Even if the return to the office is being pushed back in many U.S. enterprises, plans may be moving ahead more steadily in other countries, and hopefully at some point the U.S. will manage to follow suit. So now is still a good time to consider what the office should look like when at least some employees begin returning to it.
The architectural firm Gensler recently conducted a survey
asking respondents whether they would react positively, negatively, or neutrally, to many of the most commonly proposed measures for making workplaces safer. Gensler received the most positive responses for increased social distancing, increased work from home, and reduced number of shared workspaces.
Social distancing is what most of us think about first when we imagine how our workplaces might look different when employees return. But the authors of a Gensler blog on the topic, Mitchell Bobman, Carly Levett, and Frank Gibase, point out something many enterprises might be failing to consider:
“Most employers we’ve worked with have referenced the CDC’s recommendation of 6 feet of social distancing during their return planning efforts,” they write. “However, in many instances, we’ve seen that 6 feet may already technically exist between adjacent desks — especially for larger workstations and cubicles. A floor filled with 7-foot-by-7-foot workstations could technically occupy every seat and still meet the CDC’s distancing guidelines; however, employees may not feel comfortable returning to a fully occupiable workspace even under these standards.”
Indeed, it seems unlikely that most enterprises would push their luck by just telling everyone to go back to the pre-pandemic seating arrangement and density, and try to allay people’s concerns by noting that, technically, the layout meets CDC’s minimum guidelines. Indeed, enterprises are being conservative; most are planning to stage the return to office by bringing back, say, 25% of workers at first, then gradually ramping up to 50%, with the intention of scaling back again if there’s a caseload flareup in the city where the office is located.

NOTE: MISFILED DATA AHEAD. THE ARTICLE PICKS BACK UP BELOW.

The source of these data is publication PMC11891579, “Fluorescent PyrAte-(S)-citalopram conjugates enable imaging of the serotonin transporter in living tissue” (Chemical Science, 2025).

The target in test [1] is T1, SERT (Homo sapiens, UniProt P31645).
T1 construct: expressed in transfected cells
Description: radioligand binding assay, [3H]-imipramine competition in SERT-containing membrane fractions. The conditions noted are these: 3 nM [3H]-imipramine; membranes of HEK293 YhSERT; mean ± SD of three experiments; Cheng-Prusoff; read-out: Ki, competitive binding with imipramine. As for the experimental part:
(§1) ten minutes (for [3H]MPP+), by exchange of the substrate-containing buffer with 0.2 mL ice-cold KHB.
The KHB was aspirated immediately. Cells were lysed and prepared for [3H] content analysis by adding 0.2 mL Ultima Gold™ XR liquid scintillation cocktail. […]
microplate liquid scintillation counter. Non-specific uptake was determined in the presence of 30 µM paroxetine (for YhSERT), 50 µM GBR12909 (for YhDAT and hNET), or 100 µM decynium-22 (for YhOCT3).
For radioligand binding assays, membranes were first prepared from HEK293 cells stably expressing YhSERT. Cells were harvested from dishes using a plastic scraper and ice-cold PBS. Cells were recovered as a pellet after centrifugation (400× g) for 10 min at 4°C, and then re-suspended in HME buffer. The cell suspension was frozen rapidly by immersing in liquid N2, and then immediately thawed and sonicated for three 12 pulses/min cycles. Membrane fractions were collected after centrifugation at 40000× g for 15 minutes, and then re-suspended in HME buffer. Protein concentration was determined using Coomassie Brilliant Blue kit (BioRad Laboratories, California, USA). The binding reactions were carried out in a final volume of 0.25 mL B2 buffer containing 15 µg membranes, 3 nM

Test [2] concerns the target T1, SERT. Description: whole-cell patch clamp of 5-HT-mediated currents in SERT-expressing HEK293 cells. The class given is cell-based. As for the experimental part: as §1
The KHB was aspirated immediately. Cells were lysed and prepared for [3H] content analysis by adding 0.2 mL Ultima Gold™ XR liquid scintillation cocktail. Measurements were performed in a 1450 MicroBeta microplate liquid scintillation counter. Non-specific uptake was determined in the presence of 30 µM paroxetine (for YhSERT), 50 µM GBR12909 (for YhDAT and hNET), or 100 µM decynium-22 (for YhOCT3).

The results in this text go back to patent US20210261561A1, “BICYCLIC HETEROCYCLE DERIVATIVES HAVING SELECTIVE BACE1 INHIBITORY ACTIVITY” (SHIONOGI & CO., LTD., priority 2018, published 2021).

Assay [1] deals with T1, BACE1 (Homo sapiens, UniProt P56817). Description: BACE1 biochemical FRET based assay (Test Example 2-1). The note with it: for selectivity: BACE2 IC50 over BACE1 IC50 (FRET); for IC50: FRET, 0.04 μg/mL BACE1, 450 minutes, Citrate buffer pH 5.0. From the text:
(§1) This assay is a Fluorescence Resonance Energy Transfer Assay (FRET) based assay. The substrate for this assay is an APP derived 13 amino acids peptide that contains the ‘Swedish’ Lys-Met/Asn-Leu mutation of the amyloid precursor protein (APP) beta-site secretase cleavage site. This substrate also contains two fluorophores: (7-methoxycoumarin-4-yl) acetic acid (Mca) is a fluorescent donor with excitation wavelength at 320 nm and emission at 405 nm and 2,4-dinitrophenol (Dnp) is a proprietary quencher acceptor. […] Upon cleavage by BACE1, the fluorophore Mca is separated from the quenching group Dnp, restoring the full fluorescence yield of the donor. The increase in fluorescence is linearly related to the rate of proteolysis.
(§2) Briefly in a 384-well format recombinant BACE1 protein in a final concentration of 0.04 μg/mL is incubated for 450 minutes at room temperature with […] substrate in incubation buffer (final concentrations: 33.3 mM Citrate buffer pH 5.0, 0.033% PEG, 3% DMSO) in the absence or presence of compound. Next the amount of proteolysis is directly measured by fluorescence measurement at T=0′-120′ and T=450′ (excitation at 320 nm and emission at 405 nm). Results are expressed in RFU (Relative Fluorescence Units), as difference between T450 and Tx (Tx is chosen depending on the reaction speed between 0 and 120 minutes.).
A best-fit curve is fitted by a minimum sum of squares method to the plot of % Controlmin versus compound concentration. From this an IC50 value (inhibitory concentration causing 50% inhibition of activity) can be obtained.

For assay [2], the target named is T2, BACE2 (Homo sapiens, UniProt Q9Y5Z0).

Eventually enterprises will have to make a long-term plan that accounts for workers getting Gensler’s second-most-preferred option — not coming back to the office at all. The enterprise can then decide from there how to reconfigure the space for those who are returning — taking into account not just the reality of safety, but also its perception. It’ll be a constantly evolving challenge for enterprise IT, real estate/facilities, and HR leaders working together over the next several months.
That’s why I’m pleased that our sister brand, Enterprise Connect, is presenting a discussion around this topic as part of its upcoming Digital Conference & Expo
. My colleague and the digital event’s program co-chair, Beth Schultz, will be holding a conversation with workplace expert Melissa Marsh on the topic, “Balancing Distributed and Office Work
.” Melissa and her firm, Plastarc, are leaders in helping enterprises develop their workplace strategy, so this will definitely be a conversation you shouldn’t miss.
You can see a full agenda
for the Digital Conference & Expo here. Much of the event is dedicated to the technology underpinnings of the future of work and collaboration, but nowadays no IT strategy for collaboration can exist in a vacuum, so just about all of the independent experts speaking at the virtual conference will be addressing the context in which these technology decisions are taking place. I hope you can join us for Beth’s and Melissa’s conversation, and any of the other sessions that may fit your focus.